Thursday, May 05, 2005

"Freedom" of the Press in Sudan

An editor at Sudan's Al Wifaq newspaper has learned just how much his fellow Muslim respect the concepts of freedom of speech and freedom of the press after he printed an article that mildly questioned the lineage of the Prophet Mohamed, the founder of Islam. Following a popular outcry and the exhortations of various clerics, the editor has been arrested and charged while throngs of frenzied Sundanese Muslims bay like wolves, calling for his death.

Hundreds of people waving banners and chanting "God is great" protested outside a court as Mohamed Taha Mohamed Ahmed was charged over the article.

His Al Wifaq newspaper is being suspended for three days from Friday.

The crowds were closely monitored by riot police, who clashed with the protesters on Thursday.

"Oh judges of the Sudan, defend the honour of the Prophet," read one banner.

"The court must execute him - this is an insult not to any ordinary man - this is an insult to a prophet," one man said.

The protesters made speeches through loudspeakers and handed out statements, demanding that the authorities hand Mr Taha over so they could kill him.

Mr Taha is a prominent Islamist journalist and has close ties to the Muslim Brotherhood political group.

For the record, the Muslim Brotherhood is a violent, radical Islamist organization, founded in the 1920's, which uses terror to promote the most fundamentalist forms of Islamism, including the elimination of democracy and institution of full theocratic rule according to the Koran. Apparently Mr. Taha's fundamentalist bonafides didn't save him from the anger of the Muslim mob. Mr. Taha has explained his lapse by saying it is all a "big misunderstanding" - probably not the best argument to save his life.

As in most other Islamic nations, questioning Islam is a capital offense in Sudan, as is leaving the Islamic faith. Western notions of freedom of conscience and free inquiry are discouraged - through violence, intimidation and murder. Yet Americans and Europeans are constantly told by mulitculturalists that Western culture is nothing special and that all cultures are morally equal. The multiculturalists, of course, don't live in Sudan; they can only exist in the West where four centuries of Western culture, law and philosophy permit them to spout their nonsense without consequence. Multiculturalism doesn't exist outside the West; non-Western indigenous peoples proudly decline to tolerate dissent from their ruling orthodoxies. The faculties of every major Western university - who so ardently declare the moral inferiority of Western culture compared to that of the Third World - would be promptly executed for heresy, apostasy and generally being infidels throughout the Islamic world.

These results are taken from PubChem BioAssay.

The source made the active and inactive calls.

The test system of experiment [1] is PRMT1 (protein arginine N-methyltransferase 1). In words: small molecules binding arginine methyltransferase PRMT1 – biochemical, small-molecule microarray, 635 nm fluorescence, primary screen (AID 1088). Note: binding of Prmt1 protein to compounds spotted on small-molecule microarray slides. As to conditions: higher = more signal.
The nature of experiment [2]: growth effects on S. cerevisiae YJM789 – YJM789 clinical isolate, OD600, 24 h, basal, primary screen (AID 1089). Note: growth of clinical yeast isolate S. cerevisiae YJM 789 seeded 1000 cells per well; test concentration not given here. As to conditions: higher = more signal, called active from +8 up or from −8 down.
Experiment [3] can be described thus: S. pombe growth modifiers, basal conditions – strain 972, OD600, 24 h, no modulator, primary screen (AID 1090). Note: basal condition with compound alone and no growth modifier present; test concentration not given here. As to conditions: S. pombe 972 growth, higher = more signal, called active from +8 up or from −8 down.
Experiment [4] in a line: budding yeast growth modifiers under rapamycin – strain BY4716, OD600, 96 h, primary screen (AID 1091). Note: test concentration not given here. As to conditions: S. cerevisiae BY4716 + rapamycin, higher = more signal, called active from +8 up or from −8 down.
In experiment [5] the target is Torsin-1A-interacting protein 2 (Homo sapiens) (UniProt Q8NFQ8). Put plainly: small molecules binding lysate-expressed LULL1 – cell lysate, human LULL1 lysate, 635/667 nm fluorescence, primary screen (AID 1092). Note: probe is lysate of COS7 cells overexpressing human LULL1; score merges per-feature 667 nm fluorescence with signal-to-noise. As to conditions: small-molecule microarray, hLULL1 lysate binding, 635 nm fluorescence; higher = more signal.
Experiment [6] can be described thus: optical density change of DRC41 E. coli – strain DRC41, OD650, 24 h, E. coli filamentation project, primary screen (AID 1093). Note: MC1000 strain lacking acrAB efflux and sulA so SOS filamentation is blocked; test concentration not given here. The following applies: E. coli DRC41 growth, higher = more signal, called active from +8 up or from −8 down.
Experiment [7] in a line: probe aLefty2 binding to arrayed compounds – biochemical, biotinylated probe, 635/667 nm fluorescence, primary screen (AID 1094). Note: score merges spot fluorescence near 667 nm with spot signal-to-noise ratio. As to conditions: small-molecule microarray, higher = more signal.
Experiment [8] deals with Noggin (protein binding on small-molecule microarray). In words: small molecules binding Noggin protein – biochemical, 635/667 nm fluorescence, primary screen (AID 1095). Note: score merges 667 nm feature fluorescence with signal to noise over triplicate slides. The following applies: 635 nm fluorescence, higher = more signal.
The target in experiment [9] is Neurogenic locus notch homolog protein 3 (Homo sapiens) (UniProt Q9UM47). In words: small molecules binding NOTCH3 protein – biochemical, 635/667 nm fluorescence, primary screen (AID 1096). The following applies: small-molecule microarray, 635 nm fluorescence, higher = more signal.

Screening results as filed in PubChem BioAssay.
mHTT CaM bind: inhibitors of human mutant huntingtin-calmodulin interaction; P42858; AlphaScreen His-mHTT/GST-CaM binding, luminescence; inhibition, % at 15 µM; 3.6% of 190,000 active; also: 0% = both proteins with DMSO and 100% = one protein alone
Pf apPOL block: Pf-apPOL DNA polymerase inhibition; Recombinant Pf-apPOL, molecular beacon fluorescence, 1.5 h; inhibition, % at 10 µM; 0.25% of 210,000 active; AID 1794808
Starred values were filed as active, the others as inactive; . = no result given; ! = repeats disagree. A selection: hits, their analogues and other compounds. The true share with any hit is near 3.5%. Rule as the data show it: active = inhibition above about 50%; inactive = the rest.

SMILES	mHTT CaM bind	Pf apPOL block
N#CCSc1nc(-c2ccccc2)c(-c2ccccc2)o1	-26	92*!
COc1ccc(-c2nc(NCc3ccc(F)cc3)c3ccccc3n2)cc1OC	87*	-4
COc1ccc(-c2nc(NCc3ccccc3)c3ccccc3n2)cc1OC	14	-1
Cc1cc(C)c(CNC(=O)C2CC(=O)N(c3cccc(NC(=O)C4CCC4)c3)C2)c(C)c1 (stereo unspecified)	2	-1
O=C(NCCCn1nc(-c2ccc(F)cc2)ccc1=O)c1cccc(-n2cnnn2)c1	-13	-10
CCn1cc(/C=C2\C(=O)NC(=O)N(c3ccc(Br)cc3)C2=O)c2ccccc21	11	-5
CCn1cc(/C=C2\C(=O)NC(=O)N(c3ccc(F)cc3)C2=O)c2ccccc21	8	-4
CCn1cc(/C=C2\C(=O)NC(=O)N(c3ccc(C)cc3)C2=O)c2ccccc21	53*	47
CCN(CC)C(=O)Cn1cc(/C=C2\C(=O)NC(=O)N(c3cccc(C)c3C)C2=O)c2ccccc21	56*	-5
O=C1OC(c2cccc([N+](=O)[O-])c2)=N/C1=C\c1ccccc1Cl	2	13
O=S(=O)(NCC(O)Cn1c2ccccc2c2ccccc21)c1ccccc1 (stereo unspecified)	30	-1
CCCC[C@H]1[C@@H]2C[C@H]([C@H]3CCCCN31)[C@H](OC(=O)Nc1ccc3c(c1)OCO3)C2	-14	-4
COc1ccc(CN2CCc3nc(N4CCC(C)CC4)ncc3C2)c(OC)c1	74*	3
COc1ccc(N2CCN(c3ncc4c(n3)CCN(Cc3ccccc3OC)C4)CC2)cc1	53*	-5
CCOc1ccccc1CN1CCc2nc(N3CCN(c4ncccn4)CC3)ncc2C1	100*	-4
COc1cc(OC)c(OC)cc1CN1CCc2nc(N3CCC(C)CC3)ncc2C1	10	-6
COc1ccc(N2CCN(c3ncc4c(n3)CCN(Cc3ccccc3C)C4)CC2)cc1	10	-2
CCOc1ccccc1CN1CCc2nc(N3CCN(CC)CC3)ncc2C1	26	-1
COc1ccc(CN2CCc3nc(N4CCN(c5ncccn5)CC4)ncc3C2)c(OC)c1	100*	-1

Of course, Sudan's resident journalists have no problem with Mr. Taha's prosecution. (Given the ferocity of the mob crying for blood, does anyone think they would complain? They don't want to be next.)

Ali Shumi, the head of Sudan's Press Council, said the article insulted the Prophet Muhammad.

He denied the charges were an assault on press freedom.

"Freedom of the press stops when it comes to respect for religions. Not just for Islam - if you said the same things about Jesus there would be the same punishment," he said.

Well isn't that tolerant? Actually, Jesus is considered a minor prophet in Islam and would logically receive some theological protection from criticism. But this hasn't prevented Sudan's Muslims from waging a genocidal war against Sudanese Christians in the south of the country, who are often enslaved by Muslims. So you can't question Jesus in Sudan, but you can torture, murder and enslave his followers. Yet another marvelous example of Muslim respect for other religions.

The BBC's Jonah Fisher in Khartoum says that with more than 15 daily papers, Sudan professes to have press freedom but in practice a lot of self-censorship takes place and on occasion the heavy hand of the censor cuts out articles before they go to press.

A truck-load of soldiers has been stationed outside the Al Wifaq offices down a narrow dusty side street in central Khartoum.

Sudan has been ruled by Sharia law since 1983. Radical Islamists have vowed to someday see Sharia law extended to Europe and North America. With the aid and support of Western multiculturalists - and feckess Western politicians - they may someday acheive their goal.


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